Excerpt from wired.com
In the hunt for extraterrestrial life, scientists started by searching for a world orbiting a star just like the sun. After all, the steady warmth of that glowing yellow ball in the sky makes life on Earth possible.
But as astronomers continue to discover thousands of planets, they’re realizing that if (or when) we find signs of extraterrestrial life, chances are good that those aliens will orbit a star quite different from the sun—one that’s redder, cooler, and at a fraction of the sun’s size and mass. So in the quest for otherworldly life, many astronomers have set their sights on these small stars, known as red dwarfs or M dwarfs.
At first, planet-hunting astronomers didn’t care so much about M dwarfs. After the first planet outside the solar system was discovered in 1995, scientists began hunting for a true Earth twin: a rocky planet like Earth with an orbit like ours around a sun-like star. Indeed, the search for that kind of system drove astronomers through most of the 2000s, says astronomer Phil Muirhead of Boston University.
But then astronomers realized that it might be technically easier to find planets around M dwarfs. Detecting another planet is really hard, and scientists rely on two main methods. In the first, they look for a drop in a star’s brightness when a planet passes in front of it. In the second, astronomers measure the slight wobble of a star, caused by the gentle gravitational tug of an orbiting planet. With both of these techniques, the signal is stronger and easier to detect for a planet orbiting an M dwarf. A planet around an M dwarf also orbits more frequently, increasing the chances that astronomers will spot it.
M dwarfs got a big boost from the Kepler space telescope, which launched in 2008. By staring at small patch of the sky, the telescope searches for suddenly dimming stars when a planet passes in front of them. In doing so, the spacecraft discovered a glut of planets—more than 1,000 at the latest count—it found a lot of planets around M dwarfs. “Kepler changed everything,” Muirhead said. Because M-dwarf systems are easier to find, the bounty of such planets is at least partly due to a selection effect. But, as Muirhead points out, Kepler is also designed to find Earth-sized planets around sun-like stars, and the numbers so far suggest that M-dwarfs may offer the best odds for finding life.
“By sheer luck you would be more likely to find a potentially habitable planet around an M dwarf than a star like the sun,” said astronomer Courtney Dressing of Harvard. She led an analysis to estimate how many Earth-sized planets—which she defined as those with radii ranging from one to one-and-a-half times Earth’s radius—orbit M dwarfs in the habitable zone, the region around the star where liquid water can exist on the planet’s surface. According to her latest calculations, one in four M dwarfs hosts such a planet.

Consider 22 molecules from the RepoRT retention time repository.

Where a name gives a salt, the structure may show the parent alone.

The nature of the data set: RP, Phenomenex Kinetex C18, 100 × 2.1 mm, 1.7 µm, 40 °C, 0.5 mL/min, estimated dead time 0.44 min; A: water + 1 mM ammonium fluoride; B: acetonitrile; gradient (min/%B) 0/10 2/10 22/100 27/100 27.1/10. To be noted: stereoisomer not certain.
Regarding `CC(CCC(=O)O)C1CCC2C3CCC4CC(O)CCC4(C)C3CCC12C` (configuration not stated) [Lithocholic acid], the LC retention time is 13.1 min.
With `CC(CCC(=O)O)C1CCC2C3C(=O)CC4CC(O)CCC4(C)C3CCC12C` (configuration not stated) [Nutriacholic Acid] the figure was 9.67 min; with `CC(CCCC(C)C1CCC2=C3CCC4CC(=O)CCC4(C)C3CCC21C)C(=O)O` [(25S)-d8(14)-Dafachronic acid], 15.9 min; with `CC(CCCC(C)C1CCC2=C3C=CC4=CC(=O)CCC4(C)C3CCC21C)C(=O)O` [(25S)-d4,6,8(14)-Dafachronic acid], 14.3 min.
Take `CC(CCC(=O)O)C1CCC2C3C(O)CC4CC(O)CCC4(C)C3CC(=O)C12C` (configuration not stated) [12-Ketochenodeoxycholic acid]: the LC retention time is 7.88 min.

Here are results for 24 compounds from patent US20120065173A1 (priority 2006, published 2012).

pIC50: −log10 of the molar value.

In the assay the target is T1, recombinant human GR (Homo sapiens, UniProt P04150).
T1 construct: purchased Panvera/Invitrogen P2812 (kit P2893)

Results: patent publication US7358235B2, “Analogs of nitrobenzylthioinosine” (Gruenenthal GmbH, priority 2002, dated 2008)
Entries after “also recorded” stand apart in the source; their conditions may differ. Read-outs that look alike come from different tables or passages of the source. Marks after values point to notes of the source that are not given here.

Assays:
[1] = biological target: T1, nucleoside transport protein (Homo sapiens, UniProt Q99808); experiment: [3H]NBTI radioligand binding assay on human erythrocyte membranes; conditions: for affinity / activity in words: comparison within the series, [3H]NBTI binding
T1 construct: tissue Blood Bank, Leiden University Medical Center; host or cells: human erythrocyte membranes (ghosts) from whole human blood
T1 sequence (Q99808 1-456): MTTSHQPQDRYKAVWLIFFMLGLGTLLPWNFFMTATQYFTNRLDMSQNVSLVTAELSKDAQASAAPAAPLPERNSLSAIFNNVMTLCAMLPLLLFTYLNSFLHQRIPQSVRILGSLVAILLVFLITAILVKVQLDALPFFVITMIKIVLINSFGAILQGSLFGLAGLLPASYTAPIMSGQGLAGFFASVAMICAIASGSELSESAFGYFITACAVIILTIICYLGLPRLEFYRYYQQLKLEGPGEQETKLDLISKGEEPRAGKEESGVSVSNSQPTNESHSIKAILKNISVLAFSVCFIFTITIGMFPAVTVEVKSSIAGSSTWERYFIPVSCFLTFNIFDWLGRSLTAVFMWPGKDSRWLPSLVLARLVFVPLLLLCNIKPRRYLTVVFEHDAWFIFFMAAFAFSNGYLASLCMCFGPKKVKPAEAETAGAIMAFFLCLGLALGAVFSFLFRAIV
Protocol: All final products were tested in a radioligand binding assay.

That’s higher than the estimated number of Earth-sized planets around a sun-like star, she says. For example, an analysis by astronomer Erik Petigura of UC Berkeley suggests that fewer than 10 percent of sun-like stars have a planet with a radius between one and two times that of Earth’s.
M dwarfs have another thing going for them. They’re the most common star in the galaxy, comprising an estimated 75 percent of the Milky Way’s hundreds of billions of stars. If Dressing’s estimates are right, then our galaxy could be teeming with 100 billion Earth-sized planets in their stars’ habitable zones.
To be sure, these estimates have lots of limitations. They depend on what you mean by the habitable zone, which isn’t well defined. Generally, the habitable zone is where it’s not too hot or too cold for liquid water to exist. But there are countless considerations, such as how well a planet’s atmosphere can retain water. With a more generous definition that widens the habitable zone, Petigura’s numbers for Earth-sized planets around a sun-like star go up to 22 percent or more. Likewise, Dressing’s numbers could also go up.
Astronomers were initially skeptical of M-dwarf systems because they thought a planet couldn’t be habitable near this kind of star. For one, M dwarfs are more active, especially during within the first billion years of its life. They may bombard a planet with life-killing ultraviolet radiation. They can spew powerful stellar flares that would strip a planet of its atmosphere.
And because a planet will tend to orbit close to an M dwarf, the star’s gravity can alter the planet’s rotation around its axis. When such a planet is tidally locked, as such a scenario is called, part of the planet may see eternal daylight while another part sees eternal night. The bright side would be fried while the dark side would freeze—hardly a hospitable situation for life.
But none of these are settled issues, and some studies suggest they may not be as big of a problem as previously thought, says astronomer Aomawa Shields of UCLA. For example, habitability may depend on specific types and frequency of flares, which aren’t well understood yet. Computer models have also shown that an atmosphere can help distribute heat, preventing the dark side of a planet from freezing over.